Despite opposition voiced by real estate agents and land developers, the Hays City Commission Thursday night unanimously voted for an option to purchase land near 27th Street and Commerce Parkway.
The real estate agents and developers met with city commissioners Tuesday to express their concerns about the city purchasing the land for possible commercial development. Two of them spoke at Thursday’s city commission meeting.
Commissioners spoke about the need to “break the logjam” of development in town they believe is caused by high land prices.
The 91-acre tract is priced at $800,000. The city was offered an exclusive, irrevocable 18-month option to purchase the land for a $50,000 down payment. If the city chooses to buy the property, that amount will be credited toward the purchase price at a prorated amount.
City manager Toby Dougherty paid $15,000 toward the down payment to secure the land until commissioners could discuss making the purchase. Thursday’s vote authorizes the remaining $35,000 of the down payment. The money comes from the Commission Capital Reserve.
If the city chooses not to purchase the land, the $50,000 will not be refunded.
Real estate broker Doug Williams questioned the commission on why the city is getting into the speculation business.
“I don’t think this is the role the city government should be playing,” he said, adding he understands the city issuing incentives like Community Improvement Districts and Tax Increment Financing.
“But to speculate on a location that may or may not pan out and only give yourself 18 months really boxes you in a corner, I think,” Williams said.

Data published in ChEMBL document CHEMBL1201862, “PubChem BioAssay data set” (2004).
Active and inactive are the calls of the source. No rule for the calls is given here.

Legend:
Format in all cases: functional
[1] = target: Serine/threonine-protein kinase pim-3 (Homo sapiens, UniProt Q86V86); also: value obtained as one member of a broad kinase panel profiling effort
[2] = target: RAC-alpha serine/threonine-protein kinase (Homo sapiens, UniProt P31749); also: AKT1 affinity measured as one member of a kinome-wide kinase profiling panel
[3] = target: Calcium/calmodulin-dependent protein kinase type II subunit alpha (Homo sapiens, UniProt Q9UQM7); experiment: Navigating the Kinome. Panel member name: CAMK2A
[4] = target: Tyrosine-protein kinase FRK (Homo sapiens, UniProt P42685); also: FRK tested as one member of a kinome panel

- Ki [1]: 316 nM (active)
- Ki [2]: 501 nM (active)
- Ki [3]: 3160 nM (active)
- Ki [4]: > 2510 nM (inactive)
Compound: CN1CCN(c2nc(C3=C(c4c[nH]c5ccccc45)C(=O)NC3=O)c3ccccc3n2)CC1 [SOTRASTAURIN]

Vice Mayor Henry Schwaller IV said being in the real estate business is nothing new for Hays. He cited as an example the city buying land on the west side of town in the 1960s and building a manufacturing plant that was leased to medical manufacturer Travenol Laboratories.
When the company closed the Hays plant in the 1980s, the city formed a plan that brought Enersys.
“If that wasn’t enough, we built a street, we created an industrial park, we created a nonprofit entity that developed land for a scaffolding company, a call center, which we bought and sold several times,” Schwaller said.
“We’ve been in the real estate business for 50-some years. This isn’t new,” he said.
“The city has had to go beyond what is considered traditional in order to grow this tiny little frontier town, and that’s what we’re trying to do,” Schwaller said.
“I don’t want the city in the business” of real estate, Schwaller said, “but there’s something that has to happen to break this logjam. And whether or not we exercise this option, we want to see action.”
Schwaller said when Collett, a North Carolina commercial real estate firm that has worked in Garden City and Lawrence, looked at Hays, they said prices were 40 percent higher than other places they have done business.
Mayor James Meier said he wouldn’t agree with the 40 percent figure, but information he has been given indicates Hays land prices are high.